United States v. Youngs
United States Court of Appeals for the Second Circuit
687 F.3d 56 (2012)
Mark Youngs (defendant) pleaded guilty to producing and possessing child pornography. Before accepting Youngs’s guilty plea, the trial court conducted a guilty-plea colloquy, also called a plea hearing, to ensure Youngs understood the direct consequences of his plea deal, including the prison term, supervised-release term, and the requirement to register as a sex offender. The trial court also explained the maximum and minimum allowable sentences for Youngs’s crimes to contextualize the plea deal. Youngs told the court he understood the consequences of his guilty plea. However, Youngs later appealed his guilty plea, arguing that his guilty plea was entered into without informed, voluntary consent because the trial court failed to inform him that he could be subject to civil commitment as a sexually dangerous predator under the Adam Walsh Child Protection and Safety Act (the Walsh Act) following his term of imprisonment. The federal government (plaintiff) challenged, arguing that Youngs did not need to be informed about the possibility of civil commitment under the Walsh Act because it was a collateral consequence of Youngs’s plea deal, not a direct consequence.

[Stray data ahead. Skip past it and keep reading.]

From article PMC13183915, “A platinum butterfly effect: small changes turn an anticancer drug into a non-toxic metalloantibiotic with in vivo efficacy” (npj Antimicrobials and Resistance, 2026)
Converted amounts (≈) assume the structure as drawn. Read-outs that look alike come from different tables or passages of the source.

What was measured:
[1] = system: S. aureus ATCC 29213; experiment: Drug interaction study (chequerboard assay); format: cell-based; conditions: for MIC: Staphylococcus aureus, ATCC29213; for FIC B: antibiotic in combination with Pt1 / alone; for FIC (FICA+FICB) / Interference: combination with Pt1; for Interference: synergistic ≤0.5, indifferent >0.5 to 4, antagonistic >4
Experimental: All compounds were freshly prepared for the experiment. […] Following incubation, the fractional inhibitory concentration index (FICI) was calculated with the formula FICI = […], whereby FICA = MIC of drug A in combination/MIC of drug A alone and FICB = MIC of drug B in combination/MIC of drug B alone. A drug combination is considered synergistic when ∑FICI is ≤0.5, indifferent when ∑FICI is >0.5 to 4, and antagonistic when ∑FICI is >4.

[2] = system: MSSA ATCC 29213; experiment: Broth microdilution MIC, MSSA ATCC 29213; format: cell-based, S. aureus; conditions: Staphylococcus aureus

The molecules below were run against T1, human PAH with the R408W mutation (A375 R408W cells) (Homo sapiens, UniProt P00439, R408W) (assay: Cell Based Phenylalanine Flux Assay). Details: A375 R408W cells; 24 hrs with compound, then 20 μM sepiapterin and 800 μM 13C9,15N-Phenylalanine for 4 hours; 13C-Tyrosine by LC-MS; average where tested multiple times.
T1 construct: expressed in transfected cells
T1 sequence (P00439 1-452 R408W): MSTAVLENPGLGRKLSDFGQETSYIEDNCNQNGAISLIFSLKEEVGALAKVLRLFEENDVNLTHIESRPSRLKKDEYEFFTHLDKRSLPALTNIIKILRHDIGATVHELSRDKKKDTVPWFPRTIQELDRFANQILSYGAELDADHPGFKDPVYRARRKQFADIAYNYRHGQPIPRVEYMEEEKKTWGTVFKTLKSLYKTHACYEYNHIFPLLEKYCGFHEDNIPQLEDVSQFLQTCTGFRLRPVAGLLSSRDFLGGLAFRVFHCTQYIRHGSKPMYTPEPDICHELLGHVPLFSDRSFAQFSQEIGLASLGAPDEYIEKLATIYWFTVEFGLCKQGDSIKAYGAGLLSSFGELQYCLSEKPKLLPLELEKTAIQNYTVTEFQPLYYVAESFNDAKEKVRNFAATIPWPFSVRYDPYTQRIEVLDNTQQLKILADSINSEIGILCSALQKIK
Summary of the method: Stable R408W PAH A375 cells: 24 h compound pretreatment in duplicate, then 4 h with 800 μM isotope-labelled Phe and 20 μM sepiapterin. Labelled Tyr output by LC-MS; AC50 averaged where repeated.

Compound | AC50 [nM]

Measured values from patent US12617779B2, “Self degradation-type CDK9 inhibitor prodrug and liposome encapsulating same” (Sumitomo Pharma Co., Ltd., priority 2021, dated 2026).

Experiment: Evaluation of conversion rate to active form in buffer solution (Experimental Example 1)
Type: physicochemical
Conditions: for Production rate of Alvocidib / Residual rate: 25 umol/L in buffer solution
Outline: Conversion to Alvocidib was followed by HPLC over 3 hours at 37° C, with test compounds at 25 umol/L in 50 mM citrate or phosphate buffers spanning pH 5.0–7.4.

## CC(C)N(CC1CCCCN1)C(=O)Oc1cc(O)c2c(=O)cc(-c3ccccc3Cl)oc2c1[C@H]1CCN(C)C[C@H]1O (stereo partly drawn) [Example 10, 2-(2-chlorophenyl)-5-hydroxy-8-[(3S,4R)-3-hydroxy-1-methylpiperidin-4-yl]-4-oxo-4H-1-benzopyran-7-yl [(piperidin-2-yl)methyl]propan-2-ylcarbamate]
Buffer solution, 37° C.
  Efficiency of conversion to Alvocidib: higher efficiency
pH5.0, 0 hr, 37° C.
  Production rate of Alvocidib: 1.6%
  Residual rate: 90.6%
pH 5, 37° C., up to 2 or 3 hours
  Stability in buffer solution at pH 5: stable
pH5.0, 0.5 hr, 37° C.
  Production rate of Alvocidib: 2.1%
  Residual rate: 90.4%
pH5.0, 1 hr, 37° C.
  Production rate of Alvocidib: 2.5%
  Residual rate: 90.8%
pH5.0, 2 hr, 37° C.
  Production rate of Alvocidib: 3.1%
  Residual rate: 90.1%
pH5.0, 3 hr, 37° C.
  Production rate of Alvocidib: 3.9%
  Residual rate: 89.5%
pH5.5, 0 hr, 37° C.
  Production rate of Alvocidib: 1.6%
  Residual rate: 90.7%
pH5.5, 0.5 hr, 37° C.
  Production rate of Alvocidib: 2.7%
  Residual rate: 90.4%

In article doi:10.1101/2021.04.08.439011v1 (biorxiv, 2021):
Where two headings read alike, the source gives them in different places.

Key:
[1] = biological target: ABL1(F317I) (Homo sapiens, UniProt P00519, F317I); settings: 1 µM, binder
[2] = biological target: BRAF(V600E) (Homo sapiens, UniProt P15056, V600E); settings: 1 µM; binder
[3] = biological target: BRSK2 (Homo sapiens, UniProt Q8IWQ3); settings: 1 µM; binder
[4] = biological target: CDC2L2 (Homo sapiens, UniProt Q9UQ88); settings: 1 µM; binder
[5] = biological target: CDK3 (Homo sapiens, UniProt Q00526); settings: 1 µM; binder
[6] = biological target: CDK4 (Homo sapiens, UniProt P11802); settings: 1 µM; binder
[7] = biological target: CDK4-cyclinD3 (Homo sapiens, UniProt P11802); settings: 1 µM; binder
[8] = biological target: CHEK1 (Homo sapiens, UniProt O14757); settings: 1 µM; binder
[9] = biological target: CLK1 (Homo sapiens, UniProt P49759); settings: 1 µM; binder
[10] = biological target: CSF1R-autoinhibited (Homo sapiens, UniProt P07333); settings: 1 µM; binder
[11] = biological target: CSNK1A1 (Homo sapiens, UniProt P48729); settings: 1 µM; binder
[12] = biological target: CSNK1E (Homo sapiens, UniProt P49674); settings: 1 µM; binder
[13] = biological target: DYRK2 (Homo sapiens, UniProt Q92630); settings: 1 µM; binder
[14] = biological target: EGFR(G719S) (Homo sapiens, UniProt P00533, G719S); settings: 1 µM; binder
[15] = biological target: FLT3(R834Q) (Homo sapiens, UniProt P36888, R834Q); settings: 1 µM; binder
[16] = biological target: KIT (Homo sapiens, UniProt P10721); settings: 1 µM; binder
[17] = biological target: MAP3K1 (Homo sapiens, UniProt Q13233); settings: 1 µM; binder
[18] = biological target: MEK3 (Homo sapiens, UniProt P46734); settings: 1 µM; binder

Rule of Law
Holding and Reasoning (Droney, J.)
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